Mer de Glace Ice Climbing


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1 day

Maximum Ratio
4 climbers per guide

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Alps Advice

Matt Croy on the Mer de Glace.

The Mer de Glace is the lower section of a group of large glaciers flowing down from the high alpine valley in the heart of the Mont Blanc Massif. These glaciers, all with various names, merge at about 2100 meters, and snake down between the high peaks of the Grepon and Charmoz to the west and Les Drus and l'Aiguille Verte to the east.

The ice walls of the lower glacier have long been use as the local "École de Glace". Even those not so interested in the "école" part are drawn to descend from the viewpoint of Montenvers simply to hike up this immense river of ice. It is a spectacular setting.

The approach to the Mer de Glace begins with a ride on the cog railway up to Montenvers. There is an old hotel here (great lunch!) and the jumping off point for all sorts of alpine adventures. A popular hike leads from the mid-station of the Aiguille du Midi across to Montenvers, under the tower peaks of the Chamonix Aiguilles.

From Montenvers, easy trails lead quickly to the ladders. With the retreat of the glacier, these ladder sections have become longer and longer, as the edge of the glacier melts back a little bit every year. The glacier has thinned over 70 meters in the last 20 years, resulting in another 200 feet of ladder construction. Once down the ladders, we crampon up and hike up-glacier to our training spot.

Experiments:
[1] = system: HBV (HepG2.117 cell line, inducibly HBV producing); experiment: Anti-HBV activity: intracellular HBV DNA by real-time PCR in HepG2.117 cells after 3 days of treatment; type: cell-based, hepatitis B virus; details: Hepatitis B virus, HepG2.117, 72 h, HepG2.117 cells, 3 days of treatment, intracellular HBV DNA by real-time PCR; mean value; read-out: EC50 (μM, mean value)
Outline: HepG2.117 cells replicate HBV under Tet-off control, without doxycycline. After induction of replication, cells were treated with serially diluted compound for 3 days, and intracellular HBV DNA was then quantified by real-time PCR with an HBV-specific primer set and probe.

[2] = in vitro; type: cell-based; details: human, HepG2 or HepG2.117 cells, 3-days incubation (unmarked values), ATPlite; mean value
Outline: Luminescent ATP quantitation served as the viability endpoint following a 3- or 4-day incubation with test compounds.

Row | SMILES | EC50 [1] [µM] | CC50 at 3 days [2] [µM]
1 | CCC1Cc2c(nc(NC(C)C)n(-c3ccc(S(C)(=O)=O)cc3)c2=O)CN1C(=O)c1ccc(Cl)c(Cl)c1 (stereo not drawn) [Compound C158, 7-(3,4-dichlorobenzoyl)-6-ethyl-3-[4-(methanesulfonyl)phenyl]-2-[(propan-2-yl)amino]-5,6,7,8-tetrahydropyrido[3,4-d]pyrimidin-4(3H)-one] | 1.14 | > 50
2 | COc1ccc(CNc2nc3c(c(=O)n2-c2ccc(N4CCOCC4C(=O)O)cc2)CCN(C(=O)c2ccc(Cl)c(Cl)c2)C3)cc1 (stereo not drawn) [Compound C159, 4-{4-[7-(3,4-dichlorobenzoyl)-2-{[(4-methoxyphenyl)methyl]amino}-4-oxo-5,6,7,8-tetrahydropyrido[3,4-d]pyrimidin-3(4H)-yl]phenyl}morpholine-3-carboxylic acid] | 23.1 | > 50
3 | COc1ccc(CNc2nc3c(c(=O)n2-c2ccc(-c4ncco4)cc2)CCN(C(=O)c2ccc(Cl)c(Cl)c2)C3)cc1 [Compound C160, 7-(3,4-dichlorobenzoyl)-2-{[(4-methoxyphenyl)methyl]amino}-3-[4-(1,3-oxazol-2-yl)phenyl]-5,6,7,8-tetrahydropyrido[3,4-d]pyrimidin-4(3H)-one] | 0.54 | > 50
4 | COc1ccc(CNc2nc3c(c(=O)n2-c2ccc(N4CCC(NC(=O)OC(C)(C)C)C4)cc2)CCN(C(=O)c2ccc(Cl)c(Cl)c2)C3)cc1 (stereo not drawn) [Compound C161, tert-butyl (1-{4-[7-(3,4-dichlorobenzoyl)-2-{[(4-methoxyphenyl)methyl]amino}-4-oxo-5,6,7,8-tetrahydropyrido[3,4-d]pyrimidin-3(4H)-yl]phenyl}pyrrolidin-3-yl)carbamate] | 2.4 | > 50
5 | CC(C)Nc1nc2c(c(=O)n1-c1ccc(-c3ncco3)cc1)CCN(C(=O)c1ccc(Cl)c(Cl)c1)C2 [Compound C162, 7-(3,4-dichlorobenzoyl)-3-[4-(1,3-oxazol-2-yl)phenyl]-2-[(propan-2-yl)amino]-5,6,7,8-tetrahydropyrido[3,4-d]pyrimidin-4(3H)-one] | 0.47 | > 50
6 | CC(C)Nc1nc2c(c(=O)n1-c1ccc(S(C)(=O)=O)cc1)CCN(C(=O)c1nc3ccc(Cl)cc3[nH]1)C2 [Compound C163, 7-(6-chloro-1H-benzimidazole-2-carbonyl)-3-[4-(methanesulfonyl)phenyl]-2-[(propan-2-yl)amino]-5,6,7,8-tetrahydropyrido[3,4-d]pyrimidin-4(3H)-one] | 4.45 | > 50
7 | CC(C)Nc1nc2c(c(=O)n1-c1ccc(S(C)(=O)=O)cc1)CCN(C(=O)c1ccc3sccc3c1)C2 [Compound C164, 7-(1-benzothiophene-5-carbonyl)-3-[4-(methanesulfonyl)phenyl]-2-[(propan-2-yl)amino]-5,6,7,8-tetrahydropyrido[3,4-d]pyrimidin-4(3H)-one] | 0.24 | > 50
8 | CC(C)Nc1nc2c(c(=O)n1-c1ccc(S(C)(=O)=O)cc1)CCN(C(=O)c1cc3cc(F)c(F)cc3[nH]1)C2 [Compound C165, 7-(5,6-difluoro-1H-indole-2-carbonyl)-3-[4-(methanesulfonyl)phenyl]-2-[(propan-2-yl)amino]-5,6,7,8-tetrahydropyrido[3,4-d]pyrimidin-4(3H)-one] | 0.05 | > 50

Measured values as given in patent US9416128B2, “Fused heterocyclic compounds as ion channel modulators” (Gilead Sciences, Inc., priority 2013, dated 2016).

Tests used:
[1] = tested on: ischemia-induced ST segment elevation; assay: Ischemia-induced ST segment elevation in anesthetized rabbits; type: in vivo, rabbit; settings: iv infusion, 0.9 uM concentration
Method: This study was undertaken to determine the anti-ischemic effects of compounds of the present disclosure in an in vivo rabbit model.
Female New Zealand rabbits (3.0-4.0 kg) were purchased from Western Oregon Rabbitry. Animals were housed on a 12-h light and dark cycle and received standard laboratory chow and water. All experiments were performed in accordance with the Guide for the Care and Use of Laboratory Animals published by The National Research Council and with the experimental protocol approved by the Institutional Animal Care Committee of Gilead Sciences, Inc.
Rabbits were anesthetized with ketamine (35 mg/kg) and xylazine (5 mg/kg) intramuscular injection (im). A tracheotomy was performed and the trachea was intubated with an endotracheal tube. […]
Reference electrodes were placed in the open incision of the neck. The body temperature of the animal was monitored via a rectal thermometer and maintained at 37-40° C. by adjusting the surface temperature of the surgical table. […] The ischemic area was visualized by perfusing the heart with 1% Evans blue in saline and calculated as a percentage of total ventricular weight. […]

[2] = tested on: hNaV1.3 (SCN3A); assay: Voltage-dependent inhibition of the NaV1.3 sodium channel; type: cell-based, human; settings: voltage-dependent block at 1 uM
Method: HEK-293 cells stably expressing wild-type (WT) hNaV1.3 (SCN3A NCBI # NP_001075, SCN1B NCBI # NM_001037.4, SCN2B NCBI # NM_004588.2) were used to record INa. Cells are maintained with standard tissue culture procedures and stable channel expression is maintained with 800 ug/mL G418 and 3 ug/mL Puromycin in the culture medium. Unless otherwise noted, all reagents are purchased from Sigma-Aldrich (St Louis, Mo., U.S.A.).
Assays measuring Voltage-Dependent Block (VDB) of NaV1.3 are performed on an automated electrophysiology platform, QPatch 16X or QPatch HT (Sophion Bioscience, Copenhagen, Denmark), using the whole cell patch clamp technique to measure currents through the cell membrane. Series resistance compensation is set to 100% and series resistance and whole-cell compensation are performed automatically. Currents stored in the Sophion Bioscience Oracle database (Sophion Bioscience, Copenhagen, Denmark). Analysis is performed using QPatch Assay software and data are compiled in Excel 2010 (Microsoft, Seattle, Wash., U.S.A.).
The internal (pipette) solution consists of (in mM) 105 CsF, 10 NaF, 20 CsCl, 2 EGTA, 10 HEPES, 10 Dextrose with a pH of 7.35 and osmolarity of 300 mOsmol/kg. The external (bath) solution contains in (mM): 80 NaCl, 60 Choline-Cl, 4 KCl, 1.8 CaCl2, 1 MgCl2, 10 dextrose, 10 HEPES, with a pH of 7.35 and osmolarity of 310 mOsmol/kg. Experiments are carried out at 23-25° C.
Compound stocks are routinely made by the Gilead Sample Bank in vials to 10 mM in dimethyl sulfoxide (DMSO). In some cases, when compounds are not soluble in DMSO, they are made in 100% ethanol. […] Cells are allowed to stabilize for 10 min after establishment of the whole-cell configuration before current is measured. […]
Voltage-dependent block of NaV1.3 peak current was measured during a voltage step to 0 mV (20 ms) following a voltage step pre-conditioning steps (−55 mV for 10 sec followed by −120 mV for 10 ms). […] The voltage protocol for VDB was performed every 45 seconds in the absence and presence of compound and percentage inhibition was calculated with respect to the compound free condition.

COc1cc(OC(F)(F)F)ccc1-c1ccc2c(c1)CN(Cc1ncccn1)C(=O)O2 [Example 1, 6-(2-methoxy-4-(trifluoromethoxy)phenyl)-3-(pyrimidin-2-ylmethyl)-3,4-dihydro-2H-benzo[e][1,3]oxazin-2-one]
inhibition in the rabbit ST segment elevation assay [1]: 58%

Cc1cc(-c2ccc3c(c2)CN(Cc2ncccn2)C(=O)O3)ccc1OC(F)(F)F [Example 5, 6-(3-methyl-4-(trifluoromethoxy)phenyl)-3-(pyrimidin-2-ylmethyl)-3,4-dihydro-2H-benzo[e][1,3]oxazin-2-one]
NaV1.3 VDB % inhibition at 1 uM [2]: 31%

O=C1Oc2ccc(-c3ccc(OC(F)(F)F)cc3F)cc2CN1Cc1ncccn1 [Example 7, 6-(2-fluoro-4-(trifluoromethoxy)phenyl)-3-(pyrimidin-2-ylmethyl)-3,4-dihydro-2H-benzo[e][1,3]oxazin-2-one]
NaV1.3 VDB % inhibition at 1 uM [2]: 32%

Because the glacier changes from year to year, the exact spot for the best practice walls also changes. In recent years, the best area seems be about 1.5 to 2 km up the glacier.

At the end of our day, we walk back down glacier, climb back up the ladders, and ride the train back into Chamonix.

Typically the skills we cover include cramponing, both flat-foot technique as well as front-pointing, use of the ice axe and screw placement. We normally set up top ropes on the longer and steeper walls.

Looking up the Mer de Glace
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First steps on steep ice.


The Mer de Glace is suitable for everyone. You don't need previous climbing experience to reach the glacier. In fact, many hikers stroll up the glacier to view the ice walls and moulin (where streams of surface water plunge into seemingly bottomless black holes – think Samuel Coleridge's poem Kubla Khan!).

Crampons are usually necessary for the walk up the glacier to the practice area, it is ice, after all. But for most folks new to climbing, it is the ladders that are the most memorable. With children and adults with a modicum of bravado, we often rope up for the ladders, "just to be sure..."


None. You'll need only an adventurous spirit and a head for heights for the ladders.

The Grand Flambeau, Aiguille d'Entrèves, and Tour Ronde above the Géant Icefall,
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The ladders on the approach to the Mer de Glace
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Kathy Cosley & Mark Houston
UIAGM Internationally Licensed Mountain Guides

AMGA Certified • SNGM members
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All images, layout and text ©2015 Cosley & Houston Alpine Guides, All Rights Reserved

The Mer de Glace, seen from Montenvers
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